When Pakastan-born comedian Kumail Nanjiani and his wife Emily Gordon set out to write a romantic comedy about how they fell in love, they studied the best.
“Yeah watched a lot of them,” sais Nanjiani. “We watched When Harry Met Sally a bunch. We watched Four Weddings and a Funeral a bunch. We watched Notting Hill a bunch.”
That's how they say they discovered what makes rom-coms connect with audiences.
“I think they're all about something more than just the central couple,” said Nanjiani. “So like Sleepless in Seattle is great because it's about grieving and moving on really.”
Without getting message-y, The Big Sick gives us a seat at the table with a Muslim American family. But just when you think you're watching a comedy about a clash of cultures, The Big Sick takes a dramatic turn that could only happen in real life.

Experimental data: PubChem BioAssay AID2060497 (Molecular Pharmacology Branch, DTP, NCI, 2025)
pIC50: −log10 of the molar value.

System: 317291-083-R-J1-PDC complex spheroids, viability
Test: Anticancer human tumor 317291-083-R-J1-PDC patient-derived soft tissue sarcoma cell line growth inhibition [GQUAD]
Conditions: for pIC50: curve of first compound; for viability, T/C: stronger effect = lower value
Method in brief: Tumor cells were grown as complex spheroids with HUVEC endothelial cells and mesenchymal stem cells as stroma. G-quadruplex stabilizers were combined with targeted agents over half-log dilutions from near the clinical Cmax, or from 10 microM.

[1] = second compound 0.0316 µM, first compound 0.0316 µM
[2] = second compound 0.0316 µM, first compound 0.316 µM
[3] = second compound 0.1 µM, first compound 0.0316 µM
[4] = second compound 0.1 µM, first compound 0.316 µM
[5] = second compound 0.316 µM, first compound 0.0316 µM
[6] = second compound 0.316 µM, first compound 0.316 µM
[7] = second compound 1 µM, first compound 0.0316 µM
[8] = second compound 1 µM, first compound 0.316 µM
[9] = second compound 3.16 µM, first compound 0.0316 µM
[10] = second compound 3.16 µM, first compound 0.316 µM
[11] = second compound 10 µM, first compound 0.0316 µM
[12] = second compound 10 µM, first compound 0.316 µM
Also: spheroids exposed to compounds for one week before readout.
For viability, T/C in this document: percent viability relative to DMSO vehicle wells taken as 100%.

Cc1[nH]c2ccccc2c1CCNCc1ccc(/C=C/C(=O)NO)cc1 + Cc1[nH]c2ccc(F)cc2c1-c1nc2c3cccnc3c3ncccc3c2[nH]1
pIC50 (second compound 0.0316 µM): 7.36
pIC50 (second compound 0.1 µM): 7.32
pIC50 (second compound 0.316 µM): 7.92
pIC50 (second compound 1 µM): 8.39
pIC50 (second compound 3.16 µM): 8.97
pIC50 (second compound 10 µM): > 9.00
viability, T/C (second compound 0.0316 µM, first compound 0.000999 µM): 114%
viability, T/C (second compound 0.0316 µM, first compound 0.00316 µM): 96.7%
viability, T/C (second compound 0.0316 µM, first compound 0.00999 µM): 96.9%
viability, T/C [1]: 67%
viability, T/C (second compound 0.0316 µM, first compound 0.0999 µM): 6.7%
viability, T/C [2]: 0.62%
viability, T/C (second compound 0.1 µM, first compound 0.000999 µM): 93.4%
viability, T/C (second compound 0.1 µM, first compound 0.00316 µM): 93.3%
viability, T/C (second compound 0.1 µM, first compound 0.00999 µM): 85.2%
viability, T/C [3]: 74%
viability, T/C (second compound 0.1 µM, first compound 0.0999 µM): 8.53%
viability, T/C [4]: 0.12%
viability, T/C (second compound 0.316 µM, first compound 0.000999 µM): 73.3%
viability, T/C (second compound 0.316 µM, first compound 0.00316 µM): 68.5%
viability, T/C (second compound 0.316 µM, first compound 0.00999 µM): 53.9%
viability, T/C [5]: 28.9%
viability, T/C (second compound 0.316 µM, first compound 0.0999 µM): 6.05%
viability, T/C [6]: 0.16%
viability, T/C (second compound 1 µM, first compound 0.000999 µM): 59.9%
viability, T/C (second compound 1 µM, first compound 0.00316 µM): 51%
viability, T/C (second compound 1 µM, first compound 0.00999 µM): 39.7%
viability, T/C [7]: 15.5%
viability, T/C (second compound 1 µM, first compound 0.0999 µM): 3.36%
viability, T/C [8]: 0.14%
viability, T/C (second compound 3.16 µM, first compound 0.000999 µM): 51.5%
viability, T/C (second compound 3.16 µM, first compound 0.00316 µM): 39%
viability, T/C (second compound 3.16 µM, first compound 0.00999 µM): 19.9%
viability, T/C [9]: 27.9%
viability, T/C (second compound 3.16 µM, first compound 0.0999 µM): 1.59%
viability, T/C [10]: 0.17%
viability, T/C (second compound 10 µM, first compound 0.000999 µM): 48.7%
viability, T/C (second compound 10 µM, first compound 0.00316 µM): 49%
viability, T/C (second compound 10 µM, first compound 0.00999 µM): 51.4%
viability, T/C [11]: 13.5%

Shortly after they began dating, Gordon fell ill and was put into a medically induced coma so doctors could figure out how to save her life.
“It was really emotional writing it,” said Nanjiani. “It was really emotional for me acting in it and for Emily being on set it was emotional. It was emotional editing it. It was emotional watching it “
For five years the couple had been working on the project with producer Judd Apatow.
“I just thought it was a very original unique love story,” said Apatow. “Everything about it I thought 'I haven't heard this before' and Emily and Kumail are so sincere and sweet . They love each other so much . They have this really bizarre way their whole thing started.”
There are tears and there is laughter, mostly coming from Nanjiani's interactions with Gordon's chilly parents played by Ray Romano and Holly Hunter.
“Falling in love with someone hopefully involves falling in love with their family,” says Gordon. “Or accepting them.”
There's a reason The Big Sick is winning audience awards at film fests. It deserves a place right next to the classic romantic comedies.